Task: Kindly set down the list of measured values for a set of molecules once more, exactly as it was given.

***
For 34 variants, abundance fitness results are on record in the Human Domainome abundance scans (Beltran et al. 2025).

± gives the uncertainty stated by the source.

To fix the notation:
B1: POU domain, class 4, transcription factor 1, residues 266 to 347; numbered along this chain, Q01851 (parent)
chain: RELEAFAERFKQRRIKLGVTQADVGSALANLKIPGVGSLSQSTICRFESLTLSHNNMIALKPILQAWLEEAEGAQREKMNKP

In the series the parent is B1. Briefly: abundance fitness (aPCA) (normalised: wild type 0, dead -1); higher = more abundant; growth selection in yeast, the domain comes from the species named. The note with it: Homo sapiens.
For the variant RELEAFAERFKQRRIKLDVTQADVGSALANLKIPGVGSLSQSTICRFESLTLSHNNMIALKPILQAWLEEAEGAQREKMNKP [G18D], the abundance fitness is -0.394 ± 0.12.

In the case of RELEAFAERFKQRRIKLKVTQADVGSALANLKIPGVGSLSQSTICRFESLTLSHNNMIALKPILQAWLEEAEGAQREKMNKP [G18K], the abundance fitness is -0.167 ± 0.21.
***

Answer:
For 34 variants, abundance fitness results are on record in the Human Domainome abundance scans (Beltran et al. 2025).

± gives the uncertainty stated by the source.

To fix the notation:
B1: POU domain, class 4, transcription factor 1, residues 266 to 347; numbered along this chain, Q01851 (parent)
chain: RELEAFAERFKQRRIKLGVTQADVGSALANLKIPGVGSLSQSTICRFESLTLSHNNMIALKPILQAWLEEAEGAQREKMNKP

In the series the parent is B1. Briefly: abundance fitness (aPCA) (normalised: wild type 0, dead -1); higher = more abundant; growth selection in yeast, the domain comes from the species named. The note with it: Homo sapiens.
For the variant RELEAFAERFKQRRIKLDVTQADVGSALANLKIPGVGSLSQSTICRFESLTLSHNNMIALKPILQAWLEEAEGAQREKMNKP [G18D], the abundance fitness is -0.394 ± 0.12.

In the case of RELEAFAERFKQRRIKLKVTQADVGSALANLKIPGVGSLSQSTICRFESLTLSHNNMIALKPILQAWLEEAEGAQREKMNKP [G18K], the abundance fitness is -0.167 ± 0.21.